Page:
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From that time he constantly acted as colleague with his father, and, indeed, as regent of the empire. He triumphed1with his father, bore jointly with him the office of censor;2 and was, besides, his colleague not only in the tribunitian authority,3 but in seven consulships.4 Taking upon himself the care and inspection of all'offices, he dictated letters, wrote proclamations in his father's name, and pronounced his speeches in the senate in place of the quaestor. He likewise assumed the command of the pretorian guards, although no one but a Roman knight had ever before been their prefect. In this he conducted himself with great haughtiness and violence, taking off without scruple or delay all those he had most reason to suspect, after he had secretly sent his emissaries into the theatres and camp, to demand, as if by general consent, that the suspected persons should be delivered up to punishment. Among these, he invited to supper A. Cacina, a man of consular rank, whom he ordered to be stabbed at his departure, immediately after he had gone out of the room. To this act, indeed, he was provoked by an imminent danger; for he had discovered a writing under the hand of Cecina, containing an account of a plot hatched among the soldiers. By these acts, though he provided for his future security, yet for the present he so much incurred the hatred of the people, that scarcely ever any one came to the empire with a more odious character, or more universally disliked.

1 The joint triumph of Vespasian and Titus, which was celebrated A. U. C. 824, is fully described by Josephus, De Bell. Jud. vii. 24. It is commemorated by the triumphal monument called the Arch of Titus, erected by the senate and people of Rome after his death, and still standing at the foot of the Palatine Hill, on the road leading from the Colosseum to the Forum, and is one of the most beautiful as well as the most interesting models of Roman art. It consists of four stories of the three orders of architecture, the Corinthian being repeated in the two highest. Some of the bas-reliefs, still in good preservation, represent the table of the shew-bread, the seven-branched golden candlestick, the vessel of incense, and the silver-trumpets, which were taken by Titus from the Temple at Jerusalem, and, with the book of the law, the veil of the temple, and other spoils, were carried in the triumph. The fate of these sacred relics is rather interesting. Josephus says, that the veil and books of the law were deposited in the Palatium, and the rest of the spoils in the Temple of Peace. When that was burnt, in the reign of Commodus, these treasures were saved, and they were afterwards carried off by Genseric to Africa. Belisarius recovered them, and brought them to Constantinople, A. D. 520. Procopius informs us, that a Jew, who saw them, told an acquaintance of the emperor that it would not be advisable to carry them to the palace at Constantinople, as they could not remain anywhere else, but where Solomon had placed them. This, he said, was the reason why Genseric had taken the Palace at Rome, and the Roman army had in turn taken that of the Vandal kings. Upon this, the emperor was so alarmed. that he sent the whole of them to the Christian churches at Jerusalem.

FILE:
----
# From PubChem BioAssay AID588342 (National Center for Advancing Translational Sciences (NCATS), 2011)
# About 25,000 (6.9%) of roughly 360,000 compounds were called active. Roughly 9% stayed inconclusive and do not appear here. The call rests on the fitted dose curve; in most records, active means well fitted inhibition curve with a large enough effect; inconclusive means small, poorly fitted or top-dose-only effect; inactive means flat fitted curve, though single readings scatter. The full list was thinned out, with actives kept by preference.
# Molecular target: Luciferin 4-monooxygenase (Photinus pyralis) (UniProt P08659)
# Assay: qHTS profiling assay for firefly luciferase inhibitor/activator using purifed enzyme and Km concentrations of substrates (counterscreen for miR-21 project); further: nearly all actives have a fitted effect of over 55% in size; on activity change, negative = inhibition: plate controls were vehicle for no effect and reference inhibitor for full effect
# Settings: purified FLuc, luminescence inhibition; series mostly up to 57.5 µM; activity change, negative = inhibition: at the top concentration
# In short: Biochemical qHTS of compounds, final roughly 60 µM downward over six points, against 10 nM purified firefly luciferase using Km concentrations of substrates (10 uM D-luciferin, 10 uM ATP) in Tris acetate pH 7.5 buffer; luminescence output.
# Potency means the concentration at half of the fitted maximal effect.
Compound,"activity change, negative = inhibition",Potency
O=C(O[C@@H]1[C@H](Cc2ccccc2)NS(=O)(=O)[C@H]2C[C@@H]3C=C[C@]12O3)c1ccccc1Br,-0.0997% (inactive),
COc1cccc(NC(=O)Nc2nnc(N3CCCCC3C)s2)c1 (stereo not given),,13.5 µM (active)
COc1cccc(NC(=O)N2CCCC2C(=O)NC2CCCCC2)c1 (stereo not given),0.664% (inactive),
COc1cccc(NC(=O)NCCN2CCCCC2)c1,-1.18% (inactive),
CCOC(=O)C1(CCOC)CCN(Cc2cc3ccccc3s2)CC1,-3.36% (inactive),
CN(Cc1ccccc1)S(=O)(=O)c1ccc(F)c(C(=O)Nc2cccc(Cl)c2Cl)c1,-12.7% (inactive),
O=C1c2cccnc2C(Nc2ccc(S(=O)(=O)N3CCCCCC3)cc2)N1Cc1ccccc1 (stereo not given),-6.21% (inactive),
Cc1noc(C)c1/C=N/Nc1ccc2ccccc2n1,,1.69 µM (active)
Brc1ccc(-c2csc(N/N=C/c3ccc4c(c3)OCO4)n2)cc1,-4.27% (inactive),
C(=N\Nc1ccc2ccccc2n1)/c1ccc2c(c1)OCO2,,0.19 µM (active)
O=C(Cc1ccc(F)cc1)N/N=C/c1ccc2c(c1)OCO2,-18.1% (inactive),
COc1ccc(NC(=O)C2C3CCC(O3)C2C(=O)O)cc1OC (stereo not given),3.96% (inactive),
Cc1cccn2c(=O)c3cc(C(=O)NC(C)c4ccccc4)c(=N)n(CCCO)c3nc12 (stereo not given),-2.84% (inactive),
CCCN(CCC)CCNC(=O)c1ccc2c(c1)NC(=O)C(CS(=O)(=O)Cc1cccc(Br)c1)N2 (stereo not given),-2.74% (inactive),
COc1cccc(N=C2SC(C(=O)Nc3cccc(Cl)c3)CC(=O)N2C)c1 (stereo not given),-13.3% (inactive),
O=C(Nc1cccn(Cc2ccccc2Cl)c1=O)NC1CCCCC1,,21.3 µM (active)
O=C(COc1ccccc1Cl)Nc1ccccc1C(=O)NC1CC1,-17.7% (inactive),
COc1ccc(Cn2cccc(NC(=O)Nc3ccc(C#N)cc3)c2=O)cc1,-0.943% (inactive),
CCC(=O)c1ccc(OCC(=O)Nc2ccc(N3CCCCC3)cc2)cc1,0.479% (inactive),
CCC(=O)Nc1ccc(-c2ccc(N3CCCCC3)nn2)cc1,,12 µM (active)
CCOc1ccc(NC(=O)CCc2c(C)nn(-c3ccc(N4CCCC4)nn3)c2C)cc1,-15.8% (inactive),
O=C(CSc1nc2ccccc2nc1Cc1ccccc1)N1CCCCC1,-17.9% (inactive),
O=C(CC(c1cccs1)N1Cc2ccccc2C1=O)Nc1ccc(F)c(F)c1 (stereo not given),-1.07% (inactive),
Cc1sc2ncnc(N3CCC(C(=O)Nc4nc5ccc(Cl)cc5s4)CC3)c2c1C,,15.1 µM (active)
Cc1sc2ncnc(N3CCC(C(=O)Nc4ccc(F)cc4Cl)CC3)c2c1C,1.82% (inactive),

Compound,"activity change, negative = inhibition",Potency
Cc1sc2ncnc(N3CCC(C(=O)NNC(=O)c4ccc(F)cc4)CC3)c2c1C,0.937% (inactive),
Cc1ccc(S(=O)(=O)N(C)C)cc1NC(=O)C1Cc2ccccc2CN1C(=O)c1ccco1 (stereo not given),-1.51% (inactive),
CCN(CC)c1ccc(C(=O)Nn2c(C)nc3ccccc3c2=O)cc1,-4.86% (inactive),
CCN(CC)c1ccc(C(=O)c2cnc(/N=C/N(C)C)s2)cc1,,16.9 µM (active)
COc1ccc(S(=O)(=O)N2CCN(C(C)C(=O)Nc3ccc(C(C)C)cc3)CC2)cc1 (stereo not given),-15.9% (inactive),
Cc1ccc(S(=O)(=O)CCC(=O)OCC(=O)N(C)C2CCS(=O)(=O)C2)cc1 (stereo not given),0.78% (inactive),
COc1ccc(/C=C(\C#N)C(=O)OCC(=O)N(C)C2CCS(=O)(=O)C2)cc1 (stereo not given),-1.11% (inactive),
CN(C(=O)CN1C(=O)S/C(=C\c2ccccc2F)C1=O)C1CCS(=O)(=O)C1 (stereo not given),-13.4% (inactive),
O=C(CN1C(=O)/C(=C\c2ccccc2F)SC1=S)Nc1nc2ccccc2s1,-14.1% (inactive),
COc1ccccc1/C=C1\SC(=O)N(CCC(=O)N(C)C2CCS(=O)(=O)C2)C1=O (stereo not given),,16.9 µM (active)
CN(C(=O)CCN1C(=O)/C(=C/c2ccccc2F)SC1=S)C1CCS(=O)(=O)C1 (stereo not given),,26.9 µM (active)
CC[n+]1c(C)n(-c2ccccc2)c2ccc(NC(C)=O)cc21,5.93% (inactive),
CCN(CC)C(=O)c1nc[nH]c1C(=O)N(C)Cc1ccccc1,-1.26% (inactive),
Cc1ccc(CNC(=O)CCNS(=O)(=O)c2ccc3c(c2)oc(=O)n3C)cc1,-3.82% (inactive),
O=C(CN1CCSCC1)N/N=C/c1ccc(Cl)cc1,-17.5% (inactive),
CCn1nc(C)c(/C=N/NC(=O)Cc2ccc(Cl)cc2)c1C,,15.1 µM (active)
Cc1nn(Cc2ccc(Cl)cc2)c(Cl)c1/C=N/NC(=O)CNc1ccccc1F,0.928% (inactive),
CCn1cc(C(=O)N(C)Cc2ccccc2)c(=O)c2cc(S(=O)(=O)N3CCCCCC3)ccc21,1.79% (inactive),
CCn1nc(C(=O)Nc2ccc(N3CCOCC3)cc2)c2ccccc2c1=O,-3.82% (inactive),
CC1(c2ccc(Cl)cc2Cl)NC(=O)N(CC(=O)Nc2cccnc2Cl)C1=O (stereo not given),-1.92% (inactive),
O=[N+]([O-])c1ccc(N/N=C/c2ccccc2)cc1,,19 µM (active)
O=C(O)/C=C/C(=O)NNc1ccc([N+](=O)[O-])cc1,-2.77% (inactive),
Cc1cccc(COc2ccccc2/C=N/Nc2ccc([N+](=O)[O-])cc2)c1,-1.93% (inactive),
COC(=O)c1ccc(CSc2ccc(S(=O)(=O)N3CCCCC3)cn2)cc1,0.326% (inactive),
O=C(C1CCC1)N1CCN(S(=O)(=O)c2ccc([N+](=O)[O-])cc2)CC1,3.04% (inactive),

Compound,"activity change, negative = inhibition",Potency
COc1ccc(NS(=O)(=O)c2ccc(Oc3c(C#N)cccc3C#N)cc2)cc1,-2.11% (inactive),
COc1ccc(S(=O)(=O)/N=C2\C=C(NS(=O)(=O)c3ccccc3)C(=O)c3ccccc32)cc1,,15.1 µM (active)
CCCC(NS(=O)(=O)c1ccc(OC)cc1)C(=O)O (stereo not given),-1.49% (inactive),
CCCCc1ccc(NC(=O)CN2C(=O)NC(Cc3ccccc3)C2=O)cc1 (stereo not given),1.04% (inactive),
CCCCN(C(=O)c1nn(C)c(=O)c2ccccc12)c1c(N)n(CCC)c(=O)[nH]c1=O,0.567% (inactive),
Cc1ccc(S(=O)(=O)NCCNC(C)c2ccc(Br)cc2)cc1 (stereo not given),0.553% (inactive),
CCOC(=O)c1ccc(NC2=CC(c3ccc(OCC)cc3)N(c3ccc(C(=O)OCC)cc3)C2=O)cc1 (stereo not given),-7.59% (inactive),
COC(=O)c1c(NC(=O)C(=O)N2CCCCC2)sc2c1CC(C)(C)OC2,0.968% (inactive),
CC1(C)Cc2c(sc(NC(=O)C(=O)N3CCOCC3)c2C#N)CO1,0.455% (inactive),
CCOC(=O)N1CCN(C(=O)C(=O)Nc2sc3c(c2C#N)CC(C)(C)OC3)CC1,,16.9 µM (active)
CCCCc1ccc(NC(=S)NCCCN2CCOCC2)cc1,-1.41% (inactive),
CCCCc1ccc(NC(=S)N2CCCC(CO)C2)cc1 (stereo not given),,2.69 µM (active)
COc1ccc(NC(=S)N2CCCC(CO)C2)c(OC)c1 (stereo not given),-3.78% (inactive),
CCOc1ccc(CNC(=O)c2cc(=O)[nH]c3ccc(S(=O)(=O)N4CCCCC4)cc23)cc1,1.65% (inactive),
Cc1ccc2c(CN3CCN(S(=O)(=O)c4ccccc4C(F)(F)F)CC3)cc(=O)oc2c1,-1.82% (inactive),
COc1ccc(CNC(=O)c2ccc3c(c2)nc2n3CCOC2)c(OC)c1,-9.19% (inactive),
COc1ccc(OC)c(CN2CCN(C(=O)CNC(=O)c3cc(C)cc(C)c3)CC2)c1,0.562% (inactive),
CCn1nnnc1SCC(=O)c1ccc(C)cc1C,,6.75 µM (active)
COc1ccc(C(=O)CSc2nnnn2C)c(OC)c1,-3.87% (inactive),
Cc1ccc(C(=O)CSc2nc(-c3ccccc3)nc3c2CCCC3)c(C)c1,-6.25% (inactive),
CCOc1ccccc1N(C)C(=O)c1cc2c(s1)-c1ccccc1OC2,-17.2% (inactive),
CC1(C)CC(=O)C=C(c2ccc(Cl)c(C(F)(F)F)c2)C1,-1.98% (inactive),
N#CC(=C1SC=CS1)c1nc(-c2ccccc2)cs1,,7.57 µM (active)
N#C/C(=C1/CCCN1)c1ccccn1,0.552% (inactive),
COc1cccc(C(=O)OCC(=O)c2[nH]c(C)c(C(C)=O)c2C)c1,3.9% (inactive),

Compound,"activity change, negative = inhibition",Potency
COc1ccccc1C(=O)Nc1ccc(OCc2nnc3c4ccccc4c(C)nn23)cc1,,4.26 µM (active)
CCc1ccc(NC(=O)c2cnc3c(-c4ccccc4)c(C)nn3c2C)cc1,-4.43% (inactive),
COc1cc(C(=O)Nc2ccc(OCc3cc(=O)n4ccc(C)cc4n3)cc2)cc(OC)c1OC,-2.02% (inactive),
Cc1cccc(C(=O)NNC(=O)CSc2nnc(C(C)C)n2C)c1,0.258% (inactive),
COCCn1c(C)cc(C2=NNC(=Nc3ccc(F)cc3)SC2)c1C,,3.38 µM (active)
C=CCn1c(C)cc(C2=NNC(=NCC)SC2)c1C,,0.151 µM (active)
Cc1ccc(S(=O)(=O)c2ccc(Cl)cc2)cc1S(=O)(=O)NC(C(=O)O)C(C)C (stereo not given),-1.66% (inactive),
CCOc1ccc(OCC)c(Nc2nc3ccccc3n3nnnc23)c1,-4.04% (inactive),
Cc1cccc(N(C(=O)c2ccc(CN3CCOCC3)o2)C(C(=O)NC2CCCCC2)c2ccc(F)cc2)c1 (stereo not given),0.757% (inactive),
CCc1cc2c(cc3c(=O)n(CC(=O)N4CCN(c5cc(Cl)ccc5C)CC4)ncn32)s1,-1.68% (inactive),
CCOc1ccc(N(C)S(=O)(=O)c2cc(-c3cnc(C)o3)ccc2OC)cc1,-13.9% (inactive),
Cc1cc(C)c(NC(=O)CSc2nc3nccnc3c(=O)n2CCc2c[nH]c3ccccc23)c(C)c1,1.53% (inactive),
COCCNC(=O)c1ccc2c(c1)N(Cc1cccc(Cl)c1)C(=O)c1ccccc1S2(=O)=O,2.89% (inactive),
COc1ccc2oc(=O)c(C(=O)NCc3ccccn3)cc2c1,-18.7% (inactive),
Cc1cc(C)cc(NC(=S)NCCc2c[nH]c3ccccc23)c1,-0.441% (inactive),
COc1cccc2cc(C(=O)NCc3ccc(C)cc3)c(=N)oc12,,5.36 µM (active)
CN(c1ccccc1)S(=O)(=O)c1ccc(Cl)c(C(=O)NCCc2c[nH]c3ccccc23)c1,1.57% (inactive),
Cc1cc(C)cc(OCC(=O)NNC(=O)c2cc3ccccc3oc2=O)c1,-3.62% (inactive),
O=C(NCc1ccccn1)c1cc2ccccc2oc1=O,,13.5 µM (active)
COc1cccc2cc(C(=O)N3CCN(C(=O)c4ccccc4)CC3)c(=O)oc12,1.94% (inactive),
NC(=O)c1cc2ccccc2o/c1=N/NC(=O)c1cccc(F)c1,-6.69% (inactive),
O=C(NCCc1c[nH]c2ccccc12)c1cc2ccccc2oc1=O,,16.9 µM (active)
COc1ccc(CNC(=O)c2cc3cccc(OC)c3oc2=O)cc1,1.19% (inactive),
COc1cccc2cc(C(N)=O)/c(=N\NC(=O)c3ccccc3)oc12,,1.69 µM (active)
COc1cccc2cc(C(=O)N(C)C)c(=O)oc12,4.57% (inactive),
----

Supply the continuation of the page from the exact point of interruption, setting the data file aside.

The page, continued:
2 A.U.C. 825

3 A.U.C. 824

4 A. U. C. 823, 825, 827-830, 832.

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